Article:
EMI Classics have released a fine double CD set
of five Stravinsky orchestral works on their budget-priced Gemini
series. The works have all been released previously in the late
1980s. They were recorded by Sir Simon Rattle with the City of
Birmingham Symphony Orchestra in the Arts Centre, University of
Warwick which proves itself to be a superb recording venue. There
are not too many new recordings of Stravinsky’s works being
released at the moment so it is good to have another set available
even if the material has been released previously.
Stravinsky became a cyclonic power in the symphonic
music of his time with a series of masterworks for the ballet
which included The Firebird, The Rite of Spring and Petrushka.
This music descended on the world with shattering impact. The
Firebird would be memorable as marking a new dawn in the evolution
of symphonic ballet. It was clearly the most important ballet
score since Tchaikovsky’s The Sleeping Beauty (1879) and
The Nutcracker (1892). Stravinsky wrote the dramatic one-act ballet
The Firebird for Diaghilev and the work, premiered at the Ballet
Russe in Paris in 1910, was a resounding success making the composer
The Firebird with its long and flowing melodies
is given a sensitive, almost beautiful, performance by artists
so adept at expressing the passion and drama of the score. My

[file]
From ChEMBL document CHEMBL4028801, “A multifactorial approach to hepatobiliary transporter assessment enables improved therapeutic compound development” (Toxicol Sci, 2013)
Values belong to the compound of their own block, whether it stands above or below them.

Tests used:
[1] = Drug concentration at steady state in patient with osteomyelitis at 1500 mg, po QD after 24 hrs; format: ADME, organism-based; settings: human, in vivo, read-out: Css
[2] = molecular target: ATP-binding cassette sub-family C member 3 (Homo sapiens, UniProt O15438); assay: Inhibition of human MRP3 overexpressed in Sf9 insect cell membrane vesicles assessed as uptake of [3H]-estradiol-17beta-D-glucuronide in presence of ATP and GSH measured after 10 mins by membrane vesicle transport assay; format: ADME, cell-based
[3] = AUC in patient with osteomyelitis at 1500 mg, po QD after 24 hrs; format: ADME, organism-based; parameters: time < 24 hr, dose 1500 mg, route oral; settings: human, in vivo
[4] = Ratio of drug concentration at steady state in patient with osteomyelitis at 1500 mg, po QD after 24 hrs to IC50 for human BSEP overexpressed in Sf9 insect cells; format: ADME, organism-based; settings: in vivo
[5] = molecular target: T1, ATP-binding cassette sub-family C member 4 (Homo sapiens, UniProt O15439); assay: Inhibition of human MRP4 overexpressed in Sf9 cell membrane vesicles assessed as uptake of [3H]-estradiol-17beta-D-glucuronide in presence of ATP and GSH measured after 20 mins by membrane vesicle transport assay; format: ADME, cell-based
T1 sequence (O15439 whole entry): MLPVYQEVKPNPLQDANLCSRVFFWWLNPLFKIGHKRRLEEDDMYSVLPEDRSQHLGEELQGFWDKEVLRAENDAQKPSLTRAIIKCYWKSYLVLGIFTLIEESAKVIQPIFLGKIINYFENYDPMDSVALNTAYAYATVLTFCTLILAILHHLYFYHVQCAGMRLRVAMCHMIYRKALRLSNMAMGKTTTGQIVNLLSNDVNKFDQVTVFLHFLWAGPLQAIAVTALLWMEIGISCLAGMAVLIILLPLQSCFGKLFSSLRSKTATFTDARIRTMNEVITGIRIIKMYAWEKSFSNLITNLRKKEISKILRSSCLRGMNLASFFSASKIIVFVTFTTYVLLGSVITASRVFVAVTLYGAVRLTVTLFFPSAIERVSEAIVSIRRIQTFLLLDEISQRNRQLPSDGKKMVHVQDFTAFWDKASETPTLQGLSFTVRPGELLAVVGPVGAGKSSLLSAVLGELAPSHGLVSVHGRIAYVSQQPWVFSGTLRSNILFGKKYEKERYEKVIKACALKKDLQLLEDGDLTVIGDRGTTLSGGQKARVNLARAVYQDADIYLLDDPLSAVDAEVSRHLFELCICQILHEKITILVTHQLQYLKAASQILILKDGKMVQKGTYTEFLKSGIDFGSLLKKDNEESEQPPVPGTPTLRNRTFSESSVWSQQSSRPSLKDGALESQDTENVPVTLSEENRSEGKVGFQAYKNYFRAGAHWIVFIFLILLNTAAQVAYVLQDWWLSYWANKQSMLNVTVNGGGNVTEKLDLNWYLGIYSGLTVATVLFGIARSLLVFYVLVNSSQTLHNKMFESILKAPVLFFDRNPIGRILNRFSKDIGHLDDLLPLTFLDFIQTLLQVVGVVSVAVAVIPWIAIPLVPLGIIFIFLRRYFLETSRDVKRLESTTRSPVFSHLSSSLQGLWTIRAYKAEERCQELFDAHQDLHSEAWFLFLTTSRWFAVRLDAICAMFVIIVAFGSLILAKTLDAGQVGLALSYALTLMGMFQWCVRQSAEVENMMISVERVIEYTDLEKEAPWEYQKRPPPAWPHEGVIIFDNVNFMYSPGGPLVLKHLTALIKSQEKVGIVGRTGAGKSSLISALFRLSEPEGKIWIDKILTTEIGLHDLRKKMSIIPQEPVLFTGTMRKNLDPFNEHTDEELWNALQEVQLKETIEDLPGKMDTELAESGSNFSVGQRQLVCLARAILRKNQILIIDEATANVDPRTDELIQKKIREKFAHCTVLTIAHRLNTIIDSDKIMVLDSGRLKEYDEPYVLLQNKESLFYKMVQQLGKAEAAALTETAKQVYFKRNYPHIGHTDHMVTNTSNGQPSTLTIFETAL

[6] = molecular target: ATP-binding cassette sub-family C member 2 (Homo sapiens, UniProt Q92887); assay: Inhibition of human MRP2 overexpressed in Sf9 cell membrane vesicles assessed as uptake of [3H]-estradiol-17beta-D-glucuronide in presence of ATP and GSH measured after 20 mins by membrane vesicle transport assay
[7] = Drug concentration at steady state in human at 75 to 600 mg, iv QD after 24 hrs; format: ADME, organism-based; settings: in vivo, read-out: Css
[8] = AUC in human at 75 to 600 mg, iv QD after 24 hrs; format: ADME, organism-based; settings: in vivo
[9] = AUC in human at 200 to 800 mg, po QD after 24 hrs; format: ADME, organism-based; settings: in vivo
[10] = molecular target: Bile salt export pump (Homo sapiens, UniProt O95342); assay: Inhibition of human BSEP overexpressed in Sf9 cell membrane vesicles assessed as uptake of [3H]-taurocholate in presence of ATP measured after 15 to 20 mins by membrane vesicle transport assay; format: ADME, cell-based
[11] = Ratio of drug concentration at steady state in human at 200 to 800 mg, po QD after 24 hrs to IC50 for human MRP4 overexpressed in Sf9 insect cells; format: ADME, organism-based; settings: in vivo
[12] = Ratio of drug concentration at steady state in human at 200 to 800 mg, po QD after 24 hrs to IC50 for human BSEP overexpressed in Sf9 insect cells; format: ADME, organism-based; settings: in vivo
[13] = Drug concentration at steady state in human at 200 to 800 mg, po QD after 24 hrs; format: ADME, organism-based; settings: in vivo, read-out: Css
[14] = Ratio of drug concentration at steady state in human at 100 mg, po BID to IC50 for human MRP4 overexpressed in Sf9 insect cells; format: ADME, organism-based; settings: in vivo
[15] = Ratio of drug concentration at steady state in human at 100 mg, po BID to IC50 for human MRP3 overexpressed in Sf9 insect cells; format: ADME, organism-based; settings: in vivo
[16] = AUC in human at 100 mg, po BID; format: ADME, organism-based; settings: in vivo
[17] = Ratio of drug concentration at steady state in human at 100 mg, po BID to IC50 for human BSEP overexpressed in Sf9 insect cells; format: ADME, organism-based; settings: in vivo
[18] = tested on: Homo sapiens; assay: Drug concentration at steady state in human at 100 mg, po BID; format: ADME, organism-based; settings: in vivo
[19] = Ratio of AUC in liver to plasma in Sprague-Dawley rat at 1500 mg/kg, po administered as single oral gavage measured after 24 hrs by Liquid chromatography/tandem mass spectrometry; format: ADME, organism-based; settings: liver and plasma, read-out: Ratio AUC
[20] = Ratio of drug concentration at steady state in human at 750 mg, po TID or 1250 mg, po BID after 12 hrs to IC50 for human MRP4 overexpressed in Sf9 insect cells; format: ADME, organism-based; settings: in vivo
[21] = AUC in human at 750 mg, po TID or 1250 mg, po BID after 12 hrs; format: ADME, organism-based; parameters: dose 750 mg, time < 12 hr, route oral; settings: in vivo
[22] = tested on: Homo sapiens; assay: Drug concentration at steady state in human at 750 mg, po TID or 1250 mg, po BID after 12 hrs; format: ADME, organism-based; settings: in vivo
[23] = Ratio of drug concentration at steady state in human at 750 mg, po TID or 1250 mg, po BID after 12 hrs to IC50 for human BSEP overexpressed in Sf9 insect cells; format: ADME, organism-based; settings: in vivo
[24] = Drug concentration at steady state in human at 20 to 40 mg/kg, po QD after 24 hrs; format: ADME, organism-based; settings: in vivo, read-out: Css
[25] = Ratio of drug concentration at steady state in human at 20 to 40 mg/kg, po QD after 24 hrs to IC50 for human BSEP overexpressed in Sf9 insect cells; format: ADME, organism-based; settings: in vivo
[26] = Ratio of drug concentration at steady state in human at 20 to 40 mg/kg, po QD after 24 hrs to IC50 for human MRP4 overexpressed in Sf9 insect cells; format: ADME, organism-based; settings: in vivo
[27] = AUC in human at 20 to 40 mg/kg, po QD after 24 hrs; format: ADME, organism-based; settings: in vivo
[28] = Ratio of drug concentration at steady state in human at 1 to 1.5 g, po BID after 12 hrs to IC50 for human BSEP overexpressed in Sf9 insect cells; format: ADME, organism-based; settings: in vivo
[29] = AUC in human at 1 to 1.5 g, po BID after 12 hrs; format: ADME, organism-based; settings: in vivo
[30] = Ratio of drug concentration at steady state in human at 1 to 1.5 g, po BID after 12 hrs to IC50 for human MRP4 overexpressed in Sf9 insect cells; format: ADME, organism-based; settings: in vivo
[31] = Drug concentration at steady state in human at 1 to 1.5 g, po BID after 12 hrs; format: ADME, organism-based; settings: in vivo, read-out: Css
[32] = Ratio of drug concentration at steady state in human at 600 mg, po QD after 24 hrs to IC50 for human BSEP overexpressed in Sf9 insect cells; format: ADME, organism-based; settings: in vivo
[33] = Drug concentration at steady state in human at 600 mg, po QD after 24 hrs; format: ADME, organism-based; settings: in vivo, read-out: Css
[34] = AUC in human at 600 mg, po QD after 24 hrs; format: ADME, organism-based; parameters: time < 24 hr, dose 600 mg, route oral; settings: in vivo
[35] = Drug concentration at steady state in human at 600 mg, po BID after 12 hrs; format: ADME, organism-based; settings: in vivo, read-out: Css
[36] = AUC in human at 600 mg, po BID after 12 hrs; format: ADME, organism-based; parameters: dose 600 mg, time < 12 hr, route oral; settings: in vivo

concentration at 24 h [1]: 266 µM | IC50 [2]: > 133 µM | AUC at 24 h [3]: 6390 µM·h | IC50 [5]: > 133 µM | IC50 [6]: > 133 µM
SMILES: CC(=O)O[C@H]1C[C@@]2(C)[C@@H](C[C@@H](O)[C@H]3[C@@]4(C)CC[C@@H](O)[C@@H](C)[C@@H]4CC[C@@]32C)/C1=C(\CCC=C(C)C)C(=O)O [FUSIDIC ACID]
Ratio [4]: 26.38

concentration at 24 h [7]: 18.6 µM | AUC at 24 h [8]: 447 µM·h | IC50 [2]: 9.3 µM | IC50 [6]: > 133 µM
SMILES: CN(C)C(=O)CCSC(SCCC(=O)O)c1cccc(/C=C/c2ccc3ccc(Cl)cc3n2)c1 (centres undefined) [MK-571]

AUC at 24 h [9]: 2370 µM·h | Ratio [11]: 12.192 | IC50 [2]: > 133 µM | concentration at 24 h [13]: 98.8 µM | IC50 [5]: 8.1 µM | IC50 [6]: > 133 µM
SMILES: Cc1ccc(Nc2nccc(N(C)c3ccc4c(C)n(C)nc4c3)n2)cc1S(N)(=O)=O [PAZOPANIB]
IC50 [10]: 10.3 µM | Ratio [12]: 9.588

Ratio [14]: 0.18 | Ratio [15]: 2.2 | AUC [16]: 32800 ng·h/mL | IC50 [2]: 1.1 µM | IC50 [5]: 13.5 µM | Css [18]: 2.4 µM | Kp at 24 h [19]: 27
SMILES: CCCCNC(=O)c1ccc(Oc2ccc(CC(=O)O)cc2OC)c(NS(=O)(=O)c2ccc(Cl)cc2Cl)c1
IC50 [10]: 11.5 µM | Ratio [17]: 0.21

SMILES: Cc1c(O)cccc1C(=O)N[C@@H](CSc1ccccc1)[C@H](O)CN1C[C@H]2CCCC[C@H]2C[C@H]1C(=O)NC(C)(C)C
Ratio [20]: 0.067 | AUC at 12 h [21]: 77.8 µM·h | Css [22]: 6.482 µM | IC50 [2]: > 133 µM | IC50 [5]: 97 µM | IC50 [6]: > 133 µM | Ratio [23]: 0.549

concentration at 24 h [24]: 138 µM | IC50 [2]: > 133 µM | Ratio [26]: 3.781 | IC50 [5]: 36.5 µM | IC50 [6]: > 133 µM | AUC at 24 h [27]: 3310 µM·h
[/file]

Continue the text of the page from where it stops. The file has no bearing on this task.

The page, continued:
first choice in The Firebird is the version by Bernard Haitink
with the LSO on Philips Duo 438 350-2 for its additional sharpness
of attack in a rugged and thrilling performance.
Written for Diaghilev in 1911 Petrushka depicts
the life of the Russian lower classes, with puppets behaving like
people when they are alone and people behaving like puppets when
they are together. Rattle and the CBSO offer a fine performance
of this bold and colourful score which overflows with variety
and experimentation. For all Sir Simon’s commitment he cannot
match the excitement, rhythmic punch and class of the classic
mono performance from Leopold Stokowski with the Philharmonia
Orchestra on Testament SBT 1139.
The final major work is the Symphony in Three
Movements which Stravinsky composed between 1942 and 1945. The
score is completely independent of formal structure with no sonata
form used and no development and reapplication sections. Sir Simon’s
scrupulous reading offers plenty of accuracy and neatness in a
performance where I would have liked a touch more vitality and
rhythmic involvement. My first choice in this work is undoubtedly
the version from Sir Alexander Gibson and the RSNO on Chandos
CHAN 2418 which is so beautifully played with flair and finesse
and a real sense of connection.
The remaining works Scherzo à la russe
in alternative versions for both jazz band and for orchestra and
also the Four Studies (1952 version) are of relatively minor importance
but played here with no less concentration.
Rattle’s performances with the CBSO are
appealing and finely executed with enthusiasm and precision. However,
for each of the major three works there are preferred alternatives
available in the catalogues all of which have that additional
touch of rhythmic drive so essential in Stravinsky.